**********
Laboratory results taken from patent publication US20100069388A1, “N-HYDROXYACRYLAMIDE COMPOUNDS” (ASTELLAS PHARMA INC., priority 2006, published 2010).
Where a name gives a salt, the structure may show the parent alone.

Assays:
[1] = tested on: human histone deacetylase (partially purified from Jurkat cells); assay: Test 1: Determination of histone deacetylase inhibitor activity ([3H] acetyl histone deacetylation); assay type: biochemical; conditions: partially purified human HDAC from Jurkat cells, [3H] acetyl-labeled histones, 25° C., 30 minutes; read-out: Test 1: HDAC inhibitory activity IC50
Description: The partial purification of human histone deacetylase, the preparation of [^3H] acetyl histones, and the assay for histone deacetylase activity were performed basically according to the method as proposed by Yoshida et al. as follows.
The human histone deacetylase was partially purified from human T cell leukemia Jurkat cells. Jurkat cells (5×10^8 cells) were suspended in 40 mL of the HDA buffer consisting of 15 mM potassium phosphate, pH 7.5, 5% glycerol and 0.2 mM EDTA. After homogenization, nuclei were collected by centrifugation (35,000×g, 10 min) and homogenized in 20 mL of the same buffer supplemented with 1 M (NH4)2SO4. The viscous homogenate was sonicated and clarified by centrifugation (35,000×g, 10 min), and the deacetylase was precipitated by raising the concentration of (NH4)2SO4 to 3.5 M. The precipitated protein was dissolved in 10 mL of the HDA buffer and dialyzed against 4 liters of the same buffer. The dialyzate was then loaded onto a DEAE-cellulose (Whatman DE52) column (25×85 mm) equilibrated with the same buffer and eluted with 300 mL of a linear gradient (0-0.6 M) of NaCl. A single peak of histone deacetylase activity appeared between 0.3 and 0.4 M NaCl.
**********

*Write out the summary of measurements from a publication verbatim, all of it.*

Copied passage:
Laboratory results taken from patent publication US20100069388A1, “N-HYDROXYACRYLAMIDE COMPOUNDS” (ASTELLAS PHARMA INC., priority 2006, published 2010).
Where a name gives a salt, the structure may show the parent alone.

Assays:
[1] = tested on: human histone deacetylase (partially purified from Jurkat cells); assay: Test 1: Determination of histone deacetylase inhibitor activity ([3H] acetyl histone deacetylation); assay type: biochemical; conditions: partially purified human HDAC from Jurkat cells, [3H] acetyl-labeled histones, 25° C., 30 minutes; read-out: Test 1: HDAC inhibitory activity IC50
Description: The partial purification of human histone deacetylase, the preparation of [^3H] acetyl histones, and the assay for histone deacetylase activity were performed basically according to the method as proposed by Yoshida et al. as follows.
The human histone deacetylase was partially purified from human T cell leukemia Jurkat cells. Jurkat cells (5×10^8 cells) were suspended in 40 mL of the HDA buffer consisting of 15 mM potassium phosphate, pH 7.5, 5% glycerol and 0.2 mM EDTA. After homogenization, nuclei were collected by centrifugation (35,000×g, 10 min) and homogenized in 20 mL of the same buffer supplemented with 1 M (NH4)2SO4. The viscous homogenate was sonicated and clarified by centrifugation (35,000×g, 10 min), and the deacetylase was precipitated by raising the concentration of (NH4)2SO4 to 3.5 M. The precipitated protein was dissolved in 10 mL of the HDA buffer and dialyzed against 4 liters of the same buffer. The dialyzate was then loaded onto a DEAE-cellulose (Whatman DE52) column (25×85 mm) equilibrated with the same buffer and eluted with 300 mL of a linear gradient (0-0.6 M) of NaCl. A single peak of histone deacetylase activity appeared between 0.3 and 0.4 M NaCl.